On average, shares in those companies have increased in value about 54% since 2002. Investments in Abbott and other drug makers probably have gained the foundation hundreds of millions of dollars.
In 1994, however, the drug makers, with other research-intensive businesses, lobbied hard and successfully for the international Agreement on Trade-Related Aspects of Intellectual Property Rights, which made it harder to move from costly brand-name drugs to cheap generics. The agreement protected new-drug monopolies for 20 years or more.
This meant no low-priced generic for Kaletra. The pact locked in Abbott as its sole supplier, and Abbott set prices for the world.
Under pressure from activists, Abbott and other companies cut prices for key AIDS drugs in poorer nations. In Guatemala and Thailand, the new Kaletra costs $2,200 per patient per year, plus taxes and fees — a fraction of the more than $8,000 it costs in the United States. In poorer Nigeria, the official price was $500 a year.
But this was still too costly for most patients, including Felix.
The industry's approach "has the effect of making medicines available only to a narrow spectrum of a rich elite in a developing country," said Brook Baker, an intellectual property expert at Northeastern University.
He called it "pharmaceutical apartheid."
Drug companies say critics overlook billions of dollars' worth of drugs they donate to developing nations. Abbott says it has given AIDS drugs to 25,000 patients, along with millions of test kits, and has underwritten a major project to improve AIDS services in Tanzania.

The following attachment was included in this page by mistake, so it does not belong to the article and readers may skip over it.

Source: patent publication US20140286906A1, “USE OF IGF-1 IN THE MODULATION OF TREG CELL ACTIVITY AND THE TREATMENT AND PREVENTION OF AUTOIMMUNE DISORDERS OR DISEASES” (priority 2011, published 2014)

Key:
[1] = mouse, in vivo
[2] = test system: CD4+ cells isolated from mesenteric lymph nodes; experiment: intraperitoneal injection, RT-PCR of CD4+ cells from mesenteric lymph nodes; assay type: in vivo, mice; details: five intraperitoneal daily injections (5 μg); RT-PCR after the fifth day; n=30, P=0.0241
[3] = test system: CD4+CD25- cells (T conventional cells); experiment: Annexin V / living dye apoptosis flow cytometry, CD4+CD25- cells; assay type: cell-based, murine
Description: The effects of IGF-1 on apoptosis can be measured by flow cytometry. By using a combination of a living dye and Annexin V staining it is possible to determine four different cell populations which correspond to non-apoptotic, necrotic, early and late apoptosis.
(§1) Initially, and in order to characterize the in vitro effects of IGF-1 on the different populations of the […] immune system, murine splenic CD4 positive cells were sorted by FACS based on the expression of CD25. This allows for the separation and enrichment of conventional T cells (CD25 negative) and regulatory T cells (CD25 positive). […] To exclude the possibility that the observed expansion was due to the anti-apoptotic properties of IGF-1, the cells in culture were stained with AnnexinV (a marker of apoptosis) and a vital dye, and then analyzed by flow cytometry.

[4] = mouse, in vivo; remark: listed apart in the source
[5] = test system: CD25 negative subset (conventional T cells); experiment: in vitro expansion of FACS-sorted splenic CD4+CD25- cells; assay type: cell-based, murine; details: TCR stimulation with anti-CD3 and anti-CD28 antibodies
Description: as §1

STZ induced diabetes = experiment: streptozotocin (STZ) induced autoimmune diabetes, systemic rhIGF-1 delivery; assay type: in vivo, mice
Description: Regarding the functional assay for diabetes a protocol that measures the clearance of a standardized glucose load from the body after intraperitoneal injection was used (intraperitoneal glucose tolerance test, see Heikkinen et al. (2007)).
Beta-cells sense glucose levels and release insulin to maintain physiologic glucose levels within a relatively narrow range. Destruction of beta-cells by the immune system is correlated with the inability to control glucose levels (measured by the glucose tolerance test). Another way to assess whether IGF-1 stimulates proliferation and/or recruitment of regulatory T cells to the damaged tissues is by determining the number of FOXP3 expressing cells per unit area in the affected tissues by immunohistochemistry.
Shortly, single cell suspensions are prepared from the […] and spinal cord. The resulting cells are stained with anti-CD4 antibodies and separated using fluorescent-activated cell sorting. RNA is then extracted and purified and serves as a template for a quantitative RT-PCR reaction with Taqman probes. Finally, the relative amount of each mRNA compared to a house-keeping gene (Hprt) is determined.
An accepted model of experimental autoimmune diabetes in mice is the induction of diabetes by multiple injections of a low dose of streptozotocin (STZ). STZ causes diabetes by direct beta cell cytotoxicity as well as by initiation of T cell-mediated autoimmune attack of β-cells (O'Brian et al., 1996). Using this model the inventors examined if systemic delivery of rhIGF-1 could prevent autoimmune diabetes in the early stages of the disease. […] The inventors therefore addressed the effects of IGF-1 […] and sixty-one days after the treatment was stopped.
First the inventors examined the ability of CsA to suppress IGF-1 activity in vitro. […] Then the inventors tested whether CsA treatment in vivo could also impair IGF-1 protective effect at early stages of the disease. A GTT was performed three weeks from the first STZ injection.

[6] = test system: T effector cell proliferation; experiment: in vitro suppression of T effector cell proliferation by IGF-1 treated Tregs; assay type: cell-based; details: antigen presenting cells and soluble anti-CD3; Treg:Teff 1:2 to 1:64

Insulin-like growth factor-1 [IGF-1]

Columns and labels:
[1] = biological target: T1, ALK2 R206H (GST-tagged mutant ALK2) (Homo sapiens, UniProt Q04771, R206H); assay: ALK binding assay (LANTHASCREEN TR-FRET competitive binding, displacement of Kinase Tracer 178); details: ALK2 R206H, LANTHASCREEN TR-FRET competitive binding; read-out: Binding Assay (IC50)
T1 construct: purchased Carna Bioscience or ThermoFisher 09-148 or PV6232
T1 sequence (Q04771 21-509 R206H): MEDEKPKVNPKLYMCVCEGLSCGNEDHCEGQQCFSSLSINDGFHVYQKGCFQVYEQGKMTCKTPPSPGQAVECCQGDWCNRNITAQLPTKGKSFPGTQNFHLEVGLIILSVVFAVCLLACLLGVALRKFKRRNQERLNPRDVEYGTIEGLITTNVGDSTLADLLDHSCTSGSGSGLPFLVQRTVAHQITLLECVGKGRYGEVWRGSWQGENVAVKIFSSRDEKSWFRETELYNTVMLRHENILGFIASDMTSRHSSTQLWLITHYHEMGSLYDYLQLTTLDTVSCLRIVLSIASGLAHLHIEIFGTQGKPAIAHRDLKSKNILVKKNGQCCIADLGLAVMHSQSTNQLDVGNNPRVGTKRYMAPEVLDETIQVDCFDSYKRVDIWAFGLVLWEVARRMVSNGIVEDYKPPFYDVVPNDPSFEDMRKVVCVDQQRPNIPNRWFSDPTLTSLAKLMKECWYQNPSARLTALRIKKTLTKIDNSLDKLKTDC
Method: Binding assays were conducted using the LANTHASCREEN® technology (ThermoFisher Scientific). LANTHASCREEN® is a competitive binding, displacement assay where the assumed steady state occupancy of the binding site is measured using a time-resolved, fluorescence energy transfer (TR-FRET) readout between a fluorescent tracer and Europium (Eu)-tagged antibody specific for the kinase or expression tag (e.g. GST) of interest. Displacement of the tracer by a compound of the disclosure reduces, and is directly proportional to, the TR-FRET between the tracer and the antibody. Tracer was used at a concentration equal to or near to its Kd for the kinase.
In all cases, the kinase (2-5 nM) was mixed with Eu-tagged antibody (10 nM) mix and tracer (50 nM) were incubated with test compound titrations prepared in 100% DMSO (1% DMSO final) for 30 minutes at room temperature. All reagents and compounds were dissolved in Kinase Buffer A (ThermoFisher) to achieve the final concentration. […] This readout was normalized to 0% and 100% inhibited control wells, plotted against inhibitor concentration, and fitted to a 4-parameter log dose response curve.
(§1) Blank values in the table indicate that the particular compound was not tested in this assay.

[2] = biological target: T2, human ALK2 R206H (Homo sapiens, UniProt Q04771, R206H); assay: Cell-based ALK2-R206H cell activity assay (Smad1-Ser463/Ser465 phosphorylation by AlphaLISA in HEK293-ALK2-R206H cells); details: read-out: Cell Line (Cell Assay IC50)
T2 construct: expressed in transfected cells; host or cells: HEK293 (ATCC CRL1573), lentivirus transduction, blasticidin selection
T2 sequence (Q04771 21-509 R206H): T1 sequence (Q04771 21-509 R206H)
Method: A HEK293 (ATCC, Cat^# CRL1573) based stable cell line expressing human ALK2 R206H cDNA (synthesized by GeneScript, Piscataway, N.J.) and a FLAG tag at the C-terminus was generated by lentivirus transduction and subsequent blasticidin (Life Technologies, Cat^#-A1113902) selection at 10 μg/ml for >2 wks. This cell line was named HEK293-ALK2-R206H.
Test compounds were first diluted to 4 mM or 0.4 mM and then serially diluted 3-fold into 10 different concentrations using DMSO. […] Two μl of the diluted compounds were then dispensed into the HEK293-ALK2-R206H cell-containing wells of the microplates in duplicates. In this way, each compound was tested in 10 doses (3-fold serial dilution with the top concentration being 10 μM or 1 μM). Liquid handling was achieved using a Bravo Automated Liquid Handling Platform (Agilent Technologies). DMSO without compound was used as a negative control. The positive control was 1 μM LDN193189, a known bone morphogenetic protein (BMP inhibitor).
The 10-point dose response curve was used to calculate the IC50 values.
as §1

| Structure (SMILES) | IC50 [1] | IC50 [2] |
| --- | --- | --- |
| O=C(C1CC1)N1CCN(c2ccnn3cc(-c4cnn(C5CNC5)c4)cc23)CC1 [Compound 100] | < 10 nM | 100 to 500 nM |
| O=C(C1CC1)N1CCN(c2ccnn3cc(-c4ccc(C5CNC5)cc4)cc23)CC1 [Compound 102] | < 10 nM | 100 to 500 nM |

In emergencies, critics welcome donated drugs. The problem, they say, is that donations scare away generic suppliers. Donations, said Ellen 't Hoen, who directs a drug-access program for Doctors Without Borders, "remove the prospect of any stable supply."
And when the free drugs are gone, patients die.
Most medicines are reliably profitable. In the most recent quarter, Abbott posted a gross profit margin of 59% of sales, and recently paid its 331st consecutive quarterly dividend. A congressional analysis shows that during the first six months of 2006, the 10 largest drug companies earned $39.8 billion in profits.
The Gates Foundation's top priority is stopping AIDS, Bill Gates told the International AIDS Conference in August. Since its inception, the foundation has donated more than $2 billion to fight the disease.
The foundation did not respond to written questions about the problems of patients who cannot obtain needed AIDS drugs due to pharmaceutical company policies.
Meanwhile, the foundation holds its grant recipients to a far higher standard than the drug companies on which it bets large portions of its endowment. Its grant form says it expects recipients "to exercise their intellectual property rights in a manner consistent with the stated goals of the Bill & Melinda Gates Foundation to promote the availability of inventions for public benefit in developing countries at reasonable cost."
Some critics say the foundation's failure to use its own investments "to promote public benefit in developing countries at reasonable cost" might trace back to the source of most of its money — Microsoft — which Bill Gates serves as chairman.
Microsoft monopolies in computer operating systems and business software depend upon the same intellectual-property and trade-law approaches favored by drug companies.
"The Gates Foundation is in a position to change the dynamic, to make sure that drugs get first to the places they are most needed," said Daniel Berman, deputy director in South Africa for Doctors Without Borders. "But it conflicts with the interests of Microsoft."
In response to written questions, Harrington, the Gates Foundation policy officer, said the foundation tried to guarantee that grantee discoveries made in partnership with for-profit companies trickled down to people in developing nations.